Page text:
The Hershey Company recently announced that 100 percent of its global cocoa supply would be certified by 2020. Sound kind of vague? It is. Despite lingering questions about who will do the certifying, environmental and human rights advocates are celebrating the announcement as a victory.
For the past few years, the iconic chocolate brand has faced criticism from activists who said it was the only major chocolate producer in the world that hadn’t made a commitment to use certified cocoa. That may not be exactly accurate, as less than five percent of the world’s cocoa supply is from certified sources, but as a major brand, the pressure seems to have worked on Hershey.
According to a company statement, Hershey’s will seek to achieve 100 percent certified cocoa for its global chocolate product lines within the next eight years, and will accelerate its programs to help eliminate child labor in the cocoa regions of West Africa.
There are currently several third-party certifications available for cocoa, all of which claim to guarantee that cocoa is produced according to certain elevated social, economic and environmental standards. The Rainforest Alliance operates what is arguably the most well-known of these certification programs. RA advocates that cocoa, like coffee, be cultivated under the shade of native canopy trees and maintain a landscape similar to natural forest. Several Hershey chocolate brands already boast RA certification, and it is expected that this will be the certification program chosen for the entire company moving forward.
As the largest chocolate manufacturer in North America, Hershey believes its 2020 purchasing commitment should significantly expand the global supply of certified cocoa, particularly from West Africa, which produces about 70 percent of the world’s cocoa.
“Consistent with Hershey’s values, we are directly addressing the economic and social issues that impact West Africa’s two million cocoa farmers and families,” said J.P. Bilbrey, president and chief executive officer, The Hershey Company. “Expanding the use of certified cocoa across our iconic chocolate brands while working with public and private partners, demonstrates Hershey’s responsible sourcing practices. I am confident that we can make a substantial difference in West Africa by 2020.”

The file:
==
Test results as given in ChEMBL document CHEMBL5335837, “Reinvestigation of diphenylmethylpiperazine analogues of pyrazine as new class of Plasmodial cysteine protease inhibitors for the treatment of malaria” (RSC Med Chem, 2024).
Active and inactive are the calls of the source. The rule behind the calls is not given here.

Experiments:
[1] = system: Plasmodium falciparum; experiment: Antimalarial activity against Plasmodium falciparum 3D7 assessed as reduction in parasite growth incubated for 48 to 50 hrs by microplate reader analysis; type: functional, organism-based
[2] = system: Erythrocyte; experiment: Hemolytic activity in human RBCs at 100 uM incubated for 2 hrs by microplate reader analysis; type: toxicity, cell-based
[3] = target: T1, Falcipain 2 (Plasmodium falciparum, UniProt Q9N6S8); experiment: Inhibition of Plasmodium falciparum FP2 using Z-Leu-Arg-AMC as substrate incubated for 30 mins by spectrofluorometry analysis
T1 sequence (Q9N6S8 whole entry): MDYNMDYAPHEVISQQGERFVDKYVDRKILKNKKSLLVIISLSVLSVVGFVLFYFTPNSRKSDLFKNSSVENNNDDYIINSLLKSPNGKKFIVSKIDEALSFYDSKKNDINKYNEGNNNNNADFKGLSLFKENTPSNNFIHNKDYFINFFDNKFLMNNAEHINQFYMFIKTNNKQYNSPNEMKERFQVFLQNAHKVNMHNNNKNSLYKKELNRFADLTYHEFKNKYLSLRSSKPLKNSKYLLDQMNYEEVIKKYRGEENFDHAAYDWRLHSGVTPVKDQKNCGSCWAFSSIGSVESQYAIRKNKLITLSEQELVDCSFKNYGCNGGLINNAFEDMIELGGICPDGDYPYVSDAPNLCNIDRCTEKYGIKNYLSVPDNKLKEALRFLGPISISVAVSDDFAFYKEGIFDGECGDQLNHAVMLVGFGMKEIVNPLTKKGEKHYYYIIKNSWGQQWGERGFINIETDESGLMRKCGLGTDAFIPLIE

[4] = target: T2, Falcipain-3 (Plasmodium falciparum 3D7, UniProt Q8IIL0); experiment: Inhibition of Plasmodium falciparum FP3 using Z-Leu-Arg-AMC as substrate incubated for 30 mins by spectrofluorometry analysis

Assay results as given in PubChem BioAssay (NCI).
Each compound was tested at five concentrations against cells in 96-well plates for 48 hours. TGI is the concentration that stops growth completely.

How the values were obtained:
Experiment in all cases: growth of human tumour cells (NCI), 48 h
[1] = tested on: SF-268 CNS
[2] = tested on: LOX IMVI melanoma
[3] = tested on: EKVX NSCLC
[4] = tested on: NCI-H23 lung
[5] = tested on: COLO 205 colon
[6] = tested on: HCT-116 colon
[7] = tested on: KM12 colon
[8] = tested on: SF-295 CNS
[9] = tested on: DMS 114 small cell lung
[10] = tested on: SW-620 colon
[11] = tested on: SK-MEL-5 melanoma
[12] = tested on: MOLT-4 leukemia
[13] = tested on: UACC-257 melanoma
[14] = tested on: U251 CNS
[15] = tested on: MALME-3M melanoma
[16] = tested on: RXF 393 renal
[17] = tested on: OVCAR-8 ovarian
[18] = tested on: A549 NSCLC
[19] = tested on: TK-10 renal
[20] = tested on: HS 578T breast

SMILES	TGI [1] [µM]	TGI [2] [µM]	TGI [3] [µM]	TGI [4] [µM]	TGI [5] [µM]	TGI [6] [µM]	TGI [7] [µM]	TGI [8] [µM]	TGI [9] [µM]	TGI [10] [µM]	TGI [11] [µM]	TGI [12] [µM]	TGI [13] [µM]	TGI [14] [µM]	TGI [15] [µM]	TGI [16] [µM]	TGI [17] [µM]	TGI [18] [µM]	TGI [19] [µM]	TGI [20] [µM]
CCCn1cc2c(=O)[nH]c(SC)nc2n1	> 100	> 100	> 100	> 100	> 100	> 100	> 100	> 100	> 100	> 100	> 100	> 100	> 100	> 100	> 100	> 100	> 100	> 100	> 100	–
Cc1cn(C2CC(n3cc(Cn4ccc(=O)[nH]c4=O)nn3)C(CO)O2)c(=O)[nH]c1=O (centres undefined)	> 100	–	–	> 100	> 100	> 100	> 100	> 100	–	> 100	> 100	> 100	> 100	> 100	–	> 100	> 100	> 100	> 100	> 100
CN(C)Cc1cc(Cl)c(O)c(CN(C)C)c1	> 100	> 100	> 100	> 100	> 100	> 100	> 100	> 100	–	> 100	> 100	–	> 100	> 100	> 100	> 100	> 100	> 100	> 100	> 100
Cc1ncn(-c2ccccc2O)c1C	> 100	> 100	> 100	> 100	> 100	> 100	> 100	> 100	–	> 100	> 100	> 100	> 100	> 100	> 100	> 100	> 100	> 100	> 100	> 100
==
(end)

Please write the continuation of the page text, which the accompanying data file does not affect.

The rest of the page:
For now, the company will only say that independent auditors will verify the certified cocoa was produced by the highest labor, environmental and farming practices.
No doubt Hershey’s hopes that the change will allow it to recapture some of the customers lost to competitors like Nestle and Mars who’ve already made large commitments to increase use of certified cocoa. Earlier this year, Hershey’s announced that its Bliss chocolates will be Rainforest Alliance certified and available to consumers by year end. Hershey’s Dagoba organic chocolate is currently 100 percent Rainforest Alliance certified.
Hershey also said that its Scharffen Berger brand will source 100 percent certified cocoa by the end of 2013. Interestingly, just one day after the company announced its plans, The International Labor Rights Forum (ILRF) announced that Whole Foods Market stores around the country will drop Scharffen Berger chocolates, citing concerns that children are being employed in Hershey’s supply chain. Whole Foods plans to remove the chocolates from its shelves by the end of the year.
Image via kretyen/Flickr